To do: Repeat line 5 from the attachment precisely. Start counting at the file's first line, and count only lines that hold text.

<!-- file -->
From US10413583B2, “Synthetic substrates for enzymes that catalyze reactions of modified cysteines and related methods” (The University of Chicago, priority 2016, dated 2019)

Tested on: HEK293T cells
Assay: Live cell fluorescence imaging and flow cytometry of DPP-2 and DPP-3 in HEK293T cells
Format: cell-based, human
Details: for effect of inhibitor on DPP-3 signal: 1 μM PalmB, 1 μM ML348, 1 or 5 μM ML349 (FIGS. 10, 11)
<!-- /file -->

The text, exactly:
Details: for effect of inhibitor on DPP-3 signal: 1 μM PalmB, 1 μM ML348, 1 or 5 μM ML349 (FIGS. 10, 11)